The huge number of learners in primary and secondary schools will test the enforcement of Covid-19 health protocols when the academic year resumes next month.
Chavakali Boys High School in Vihiga, for instance, has more than 2,000 students and just 30 classrooms. Headteacher John Kuria says if the government insists on 20 children per classroom, more than 1,000 will be locked out.
Schools now plan to put up tents. Even before the Covid-19 pandemic, dormitories, libraries, classrooms, dining halls and even labs in high schools struggled to cope with congestion.
Principals who converted dispensaries, labs, stores, libraries and disused buildings into classrooms and dormitories to cope with huge number of students do not know where to get more extra space.
Headteachers have protested the delay by the government to wire funds to school accounts. Education Cabinet Secretary George Magoha yesterday said principals who increase fees would be disciplined.
"If anything extra is required, ensure parents are informed," Prof Magoha said.
Dilemma facing schools
Education Chief Administrative Secretary Zack Kinuthia acknowledged the dilemma facing schools.
"The 100 per cent transition from primary to secondary school policy led to congestion. The government will help expand infrastructure in such schools," Mr Kinuthia said.
He said social distancing will be a problem, adding that some lessons would be offered in open fields.
Kenya National Union of Teachers (Knut) Secretary General Wilson Sossion and Kenya Union of Post Primary Education Teachers (Kuppet) chairman Omboko Milemba asked the government to increase funding for infrastructural development.
High school principals in Meru interviewed by the Nation said adhering to the health protocols would make it impossible to accommodate all students.
Kaaga Girls principal Eunice Maeke said the school can only accommodate Form Fours if social distancing is to be enforced while her Meru School counterpart Kiwara Kariuki said the institution can only have half its number of students.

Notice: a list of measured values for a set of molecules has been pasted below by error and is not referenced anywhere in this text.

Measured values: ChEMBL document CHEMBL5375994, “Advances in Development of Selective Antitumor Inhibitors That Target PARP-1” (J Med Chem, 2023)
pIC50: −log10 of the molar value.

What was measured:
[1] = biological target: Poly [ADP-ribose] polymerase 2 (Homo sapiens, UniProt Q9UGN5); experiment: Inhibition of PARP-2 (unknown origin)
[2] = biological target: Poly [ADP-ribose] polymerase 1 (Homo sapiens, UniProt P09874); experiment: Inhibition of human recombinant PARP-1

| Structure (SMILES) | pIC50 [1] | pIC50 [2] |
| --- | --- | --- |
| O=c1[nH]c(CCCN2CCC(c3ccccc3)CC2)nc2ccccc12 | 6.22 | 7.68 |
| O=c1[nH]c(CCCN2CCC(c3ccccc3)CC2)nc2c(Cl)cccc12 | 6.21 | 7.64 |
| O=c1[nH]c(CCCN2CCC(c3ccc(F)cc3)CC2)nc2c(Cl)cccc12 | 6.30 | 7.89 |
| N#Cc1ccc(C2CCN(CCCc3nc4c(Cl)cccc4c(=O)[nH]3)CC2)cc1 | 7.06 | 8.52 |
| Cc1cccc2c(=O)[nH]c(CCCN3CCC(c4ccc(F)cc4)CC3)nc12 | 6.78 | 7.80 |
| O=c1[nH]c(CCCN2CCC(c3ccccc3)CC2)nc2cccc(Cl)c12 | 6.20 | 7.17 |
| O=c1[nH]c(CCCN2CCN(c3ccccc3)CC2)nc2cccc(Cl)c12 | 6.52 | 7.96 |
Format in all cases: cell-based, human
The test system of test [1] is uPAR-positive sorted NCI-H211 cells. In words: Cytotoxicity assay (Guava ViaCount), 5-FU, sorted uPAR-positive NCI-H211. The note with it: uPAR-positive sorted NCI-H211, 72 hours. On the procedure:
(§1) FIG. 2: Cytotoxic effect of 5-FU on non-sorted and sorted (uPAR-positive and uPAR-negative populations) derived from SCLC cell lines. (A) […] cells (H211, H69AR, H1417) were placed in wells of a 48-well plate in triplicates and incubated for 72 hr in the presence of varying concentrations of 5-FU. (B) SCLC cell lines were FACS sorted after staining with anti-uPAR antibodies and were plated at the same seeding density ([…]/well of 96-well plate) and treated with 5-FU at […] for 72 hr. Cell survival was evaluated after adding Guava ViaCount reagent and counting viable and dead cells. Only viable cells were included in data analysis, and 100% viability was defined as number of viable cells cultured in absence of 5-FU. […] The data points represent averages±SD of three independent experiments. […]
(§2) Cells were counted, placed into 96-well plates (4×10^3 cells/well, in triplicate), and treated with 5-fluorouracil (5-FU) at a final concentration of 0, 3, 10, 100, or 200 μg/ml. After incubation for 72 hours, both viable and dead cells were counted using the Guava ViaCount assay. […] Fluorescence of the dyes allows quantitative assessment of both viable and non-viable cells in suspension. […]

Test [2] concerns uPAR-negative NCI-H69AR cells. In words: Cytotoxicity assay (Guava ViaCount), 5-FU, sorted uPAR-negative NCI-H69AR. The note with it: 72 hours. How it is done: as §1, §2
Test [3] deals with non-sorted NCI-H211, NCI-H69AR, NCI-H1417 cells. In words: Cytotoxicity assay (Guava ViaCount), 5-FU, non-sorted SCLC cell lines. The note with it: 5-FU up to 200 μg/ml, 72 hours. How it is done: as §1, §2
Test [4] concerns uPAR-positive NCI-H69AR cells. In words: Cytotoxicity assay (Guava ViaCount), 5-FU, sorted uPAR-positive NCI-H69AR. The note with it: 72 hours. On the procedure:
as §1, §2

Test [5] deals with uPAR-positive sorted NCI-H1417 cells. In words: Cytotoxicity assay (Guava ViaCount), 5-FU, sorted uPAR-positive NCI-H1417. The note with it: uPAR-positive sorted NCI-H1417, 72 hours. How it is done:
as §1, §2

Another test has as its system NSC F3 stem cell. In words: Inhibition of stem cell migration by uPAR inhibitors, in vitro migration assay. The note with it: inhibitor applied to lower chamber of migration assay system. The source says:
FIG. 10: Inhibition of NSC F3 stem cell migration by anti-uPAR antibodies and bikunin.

Moi Girls AIC in Samburu will place students in study groups. School head Alice Guturo said lessons would be conducted outside classrooms.
"Building new structures will take time," Ms Guturo said, adding that the school has a large compound.
Heads in Nyandarua will require to double facilities if lessons are to go on smoothly. Tumaini Primary headteacher Lucy Karau said the school has 20 classrooms for 800 pupils.
"We will meet on Monday to brainstorm on protecting the school community, though the challenge will be enforcing social distancing," Ms Karau said.
Gathuini Primary School in Mathira has no water. Headteacher Mr Ngatia Gathieri summoned parents yesterday to inform them about the challenges the institution faces.
The situation is different in Baringo as school facilities have been damaged by flooding. Dormitories, offices and other buildings at Ng'ambo Girls Secondary School are submerged.
Many schools in Bungoma are not prepared for reopening. Bungoma D.E.B Primary school has a 3,334 pupils and 48 classrooms. Mr Tobias Khisa, the headteacher, said the school needs at least 20 more classrooms. The Sh2 million given to the school is only enough for two new classrooms.
The story is the same for Rurigi Mixed Boarding School in Ainabkoi.
"We need three more classrooms. The government should consider giving schools tents," school Principal Edward Wanjala said, adding that accommodation will be his greatest challenge.
St Mary's Mabera Girls Secondary in Nyanza among schools that were used as Covid-19 isolation centres.
"After issuing a vacation notice to the county government, we came up with possible accommodation measures but the space is insufficient," school head Jane Ochieng said.
Reported by Mwangi Muiruri, Regina Kinogu, David Muchui, Wakwa Maina, Geoffrey Ondieki, Vitalis Kimutai, Brian Ojamaa, Stanley Kimuge, Florah Koech Wycliffe Kipsang, Oscar Kakai, Ian Byron, George Odiwuor, Elizabeth Ojina, Benson Amadala, Ruth Mbula and Deric Luvega